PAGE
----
Explosions in the Sky dazzle at First Avenue


Friday Night provided once again a lesson in just how much cool music that I have not heard of is out there. When looking at First Avenue’s schedule a few weeks ago, I noticed Explosions in the Sky on the Calendar and that the show had sold out. I had never heard of the band, but hey, I like explosions so at least it should be fun.

Opening the night was Baltimore, MD band Lower Dens. An entropic duo made up of Jana Hunter (guitar, vocals) and Nate Nelson (drums) they performed with synth backing track. It was a very chill set with dark lights, Hunter’s vocals floating about the music and a good sized crowd already at First Ave for them. Unexpected (for me at least) was a cover of Hall and Oates “Maneater” that had many in the audience smiling.

It’s been five years since Explosions in the Sky’s last album and “The Wilderness” was eagerly awaited by fans when it was released earlier this year. Almost exclusively instrumental their music has been featured in numerous movies and TV shows. Taking the stage with only side light the band greeted the packed venue – speaking more words than the opener did during their entire set by the way – before starting what I can only describe as an experience.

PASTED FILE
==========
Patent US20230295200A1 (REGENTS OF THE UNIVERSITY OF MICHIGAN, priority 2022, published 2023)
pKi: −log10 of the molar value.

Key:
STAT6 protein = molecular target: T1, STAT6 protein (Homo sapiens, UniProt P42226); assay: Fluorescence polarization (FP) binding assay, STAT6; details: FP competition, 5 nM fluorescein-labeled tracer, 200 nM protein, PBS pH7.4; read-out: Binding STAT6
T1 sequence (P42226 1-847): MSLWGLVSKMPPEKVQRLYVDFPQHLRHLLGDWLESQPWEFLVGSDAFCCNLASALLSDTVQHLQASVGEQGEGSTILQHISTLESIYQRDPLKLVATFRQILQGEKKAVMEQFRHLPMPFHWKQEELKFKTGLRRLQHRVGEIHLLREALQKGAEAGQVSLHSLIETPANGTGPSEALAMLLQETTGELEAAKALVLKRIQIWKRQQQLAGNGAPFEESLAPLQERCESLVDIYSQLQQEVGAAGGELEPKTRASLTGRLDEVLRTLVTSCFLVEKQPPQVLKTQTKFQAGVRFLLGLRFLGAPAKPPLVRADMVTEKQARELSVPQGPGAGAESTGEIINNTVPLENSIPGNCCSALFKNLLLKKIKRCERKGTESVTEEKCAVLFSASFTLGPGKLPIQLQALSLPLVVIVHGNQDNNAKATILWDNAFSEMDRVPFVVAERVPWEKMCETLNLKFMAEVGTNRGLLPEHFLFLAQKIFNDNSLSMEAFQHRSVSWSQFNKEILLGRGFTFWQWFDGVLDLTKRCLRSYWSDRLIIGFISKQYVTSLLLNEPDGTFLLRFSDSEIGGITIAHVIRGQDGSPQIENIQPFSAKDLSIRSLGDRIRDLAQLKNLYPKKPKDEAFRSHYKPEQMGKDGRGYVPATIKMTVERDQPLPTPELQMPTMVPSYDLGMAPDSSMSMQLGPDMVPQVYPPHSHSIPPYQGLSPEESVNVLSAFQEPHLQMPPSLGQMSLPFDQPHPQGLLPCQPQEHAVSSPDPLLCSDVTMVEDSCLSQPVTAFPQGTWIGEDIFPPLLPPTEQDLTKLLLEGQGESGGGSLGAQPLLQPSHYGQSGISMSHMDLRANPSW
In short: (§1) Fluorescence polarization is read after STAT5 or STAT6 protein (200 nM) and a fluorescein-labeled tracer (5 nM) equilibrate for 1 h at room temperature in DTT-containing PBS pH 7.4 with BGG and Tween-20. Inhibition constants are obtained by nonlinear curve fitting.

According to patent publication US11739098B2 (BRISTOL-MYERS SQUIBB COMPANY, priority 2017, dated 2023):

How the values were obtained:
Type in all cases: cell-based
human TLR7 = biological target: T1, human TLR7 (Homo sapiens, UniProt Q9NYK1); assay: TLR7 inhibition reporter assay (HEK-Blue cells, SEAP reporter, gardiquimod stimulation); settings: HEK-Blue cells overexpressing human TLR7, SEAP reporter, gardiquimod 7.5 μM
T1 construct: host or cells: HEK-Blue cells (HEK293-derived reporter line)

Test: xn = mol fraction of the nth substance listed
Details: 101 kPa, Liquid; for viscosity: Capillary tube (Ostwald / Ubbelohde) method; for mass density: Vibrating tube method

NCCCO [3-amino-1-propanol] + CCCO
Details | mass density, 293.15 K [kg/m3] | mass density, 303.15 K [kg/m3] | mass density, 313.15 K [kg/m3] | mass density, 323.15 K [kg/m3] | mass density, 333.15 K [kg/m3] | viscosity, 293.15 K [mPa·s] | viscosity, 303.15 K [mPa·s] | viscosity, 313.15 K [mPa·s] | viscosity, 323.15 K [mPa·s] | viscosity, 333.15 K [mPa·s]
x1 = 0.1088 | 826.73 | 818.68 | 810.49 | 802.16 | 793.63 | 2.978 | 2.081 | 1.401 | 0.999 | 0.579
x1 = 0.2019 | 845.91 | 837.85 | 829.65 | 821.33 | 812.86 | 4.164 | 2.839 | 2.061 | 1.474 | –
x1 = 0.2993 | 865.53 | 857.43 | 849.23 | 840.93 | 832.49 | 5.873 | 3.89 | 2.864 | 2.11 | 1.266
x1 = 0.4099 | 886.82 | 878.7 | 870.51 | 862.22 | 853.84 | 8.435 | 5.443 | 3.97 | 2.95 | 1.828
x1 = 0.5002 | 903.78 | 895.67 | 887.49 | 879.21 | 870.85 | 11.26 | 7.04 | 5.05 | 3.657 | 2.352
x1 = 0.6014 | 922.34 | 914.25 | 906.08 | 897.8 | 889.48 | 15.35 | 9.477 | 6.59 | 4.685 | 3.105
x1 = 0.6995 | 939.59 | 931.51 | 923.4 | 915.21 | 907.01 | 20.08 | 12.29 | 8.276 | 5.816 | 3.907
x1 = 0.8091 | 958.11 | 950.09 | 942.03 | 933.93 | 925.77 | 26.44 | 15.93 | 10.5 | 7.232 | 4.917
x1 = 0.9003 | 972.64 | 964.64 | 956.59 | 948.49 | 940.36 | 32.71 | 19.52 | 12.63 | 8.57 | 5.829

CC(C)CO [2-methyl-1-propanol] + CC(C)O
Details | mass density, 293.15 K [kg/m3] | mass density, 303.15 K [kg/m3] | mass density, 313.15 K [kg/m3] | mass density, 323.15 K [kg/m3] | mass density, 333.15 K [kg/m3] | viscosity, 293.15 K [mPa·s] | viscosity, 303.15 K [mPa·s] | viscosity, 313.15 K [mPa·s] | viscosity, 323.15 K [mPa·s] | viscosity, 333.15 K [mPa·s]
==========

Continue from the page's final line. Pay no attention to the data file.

I am normally not a big fan of instrumental bands but something just clicked. Maybe it was the Dulcimer on stage, maybe the deeply layered guitars that built up in songs without ever going over the top, maybe the fantastic lights or the band that was quite lively on stage and fun to watch. It just worked, it was not boring and kept me watching them. The numbers left me smiling without quite knowing why. Overall, I am once more happy to find a band I knew nothing about going into the show, and walking out really liking them at the end of the night.
Set List: Wilderness / Catastrophe and the Cure / The Ecstatics / Greet Death /
Logic of a Dream / The Birth and Death of the Day / With Tired Eyes, Tired Minds, Tired Souls, We Slept / Colors in Space / Your Hand in Mine / Disintegration Anxiety / The Only Moment We Were Alone